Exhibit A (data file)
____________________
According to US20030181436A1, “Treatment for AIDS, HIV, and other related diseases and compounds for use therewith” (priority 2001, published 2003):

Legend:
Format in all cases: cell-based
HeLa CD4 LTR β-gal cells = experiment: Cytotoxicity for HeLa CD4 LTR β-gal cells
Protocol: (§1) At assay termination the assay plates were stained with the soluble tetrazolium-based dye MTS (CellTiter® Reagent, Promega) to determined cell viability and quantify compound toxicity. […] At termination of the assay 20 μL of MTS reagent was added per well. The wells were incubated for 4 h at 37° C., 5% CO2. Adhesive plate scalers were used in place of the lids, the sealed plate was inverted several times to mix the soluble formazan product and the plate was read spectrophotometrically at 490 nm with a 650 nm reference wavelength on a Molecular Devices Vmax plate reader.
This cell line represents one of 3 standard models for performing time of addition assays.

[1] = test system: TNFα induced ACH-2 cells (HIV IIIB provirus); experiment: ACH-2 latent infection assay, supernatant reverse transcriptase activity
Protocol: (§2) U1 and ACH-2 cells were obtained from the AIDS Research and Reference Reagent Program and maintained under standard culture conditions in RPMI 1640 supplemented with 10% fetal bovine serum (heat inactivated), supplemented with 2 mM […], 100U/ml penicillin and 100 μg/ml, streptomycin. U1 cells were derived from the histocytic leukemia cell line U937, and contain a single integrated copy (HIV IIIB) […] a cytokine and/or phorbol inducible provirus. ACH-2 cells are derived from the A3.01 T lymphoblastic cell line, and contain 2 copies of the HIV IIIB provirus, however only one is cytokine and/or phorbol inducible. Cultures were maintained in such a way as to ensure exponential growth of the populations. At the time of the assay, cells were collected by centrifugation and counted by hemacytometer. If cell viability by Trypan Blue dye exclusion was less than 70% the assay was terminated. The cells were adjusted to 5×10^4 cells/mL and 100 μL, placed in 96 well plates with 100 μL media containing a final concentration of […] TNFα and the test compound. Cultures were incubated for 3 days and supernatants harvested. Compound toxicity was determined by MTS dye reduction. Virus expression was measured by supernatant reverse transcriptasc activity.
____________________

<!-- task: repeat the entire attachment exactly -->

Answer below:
According to US20030181436A1, “Treatment for AIDS, HIV, and other related diseases and compounds for use therewith” (priority 2001, published 2003):

Legend:
Format in all cases: cell-based
HeLa CD4 LTR β-gal cells = experiment: Cytotoxicity for HeLa CD4 LTR β-gal cells
Protocol: (§1) At assay termination the assay plates were stained with the soluble tetrazolium-based dye MTS (CellTiter® Reagent, Promega) to determined cell viability and quantify compound toxicity. […] At termination of the assay 20 μL of MTS reagent was added per well. The wells were incubated for 4 h at 37° C., 5% CO2. Adhesive plate scalers were used in place of the lids, the sealed plate was inverted several times to mix the soluble formazan product and the plate was read spectrophotometrically at 490 nm with a 650 nm reference wavelength on a Molecular Devices Vmax plate reader.
This cell line represents one of 3 standard models for performing time of addition assays.

[1] = test system: TNFα induced ACH-2 cells (HIV IIIB provirus); experiment: ACH-2 latent infection assay, supernatant reverse transcriptase activity
Protocol: (§2) U1 and ACH-2 cells were obtained from the AIDS Research and Reference Reagent Program and maintained under standard culture conditions in RPMI 1640 supplemented with 10% fetal bovine serum (heat inactivated), supplemented with 2 mM […], 100U/ml penicillin and 100 μg/ml, streptomycin. U1 cells were derived from the histocytic leukemia cell line U937, and contain a single integrated copy (HIV IIIB) […] a cytokine and/or phorbol inducible provirus. ACH-2 cells are derived from the A3.01 T lymphoblastic cell line, and contain 2 copies of the HIV IIIB provirus, however only one is cytokine and/or phorbol inducible. Cultures were maintained in such a way as to ensure exponential growth of the populations. At the time of the assay, cells were collected by centrifugation and counted by hemacytometer. If cell viability by Trypan Blue dye exclusion was less than 70% the assay was terminated. The cells were adjusted to 5×10^4 cells/mL and 100 μL, placed in 96 well plates with 100 μL media containing a final concentration of […] TNFα and the test compound. Cultures were incubated for 3 days and supernatants harvested. Compound toxicity was determined by MTS dye reduction. Virus expression was measured by supernatant reverse transcriptasc activity.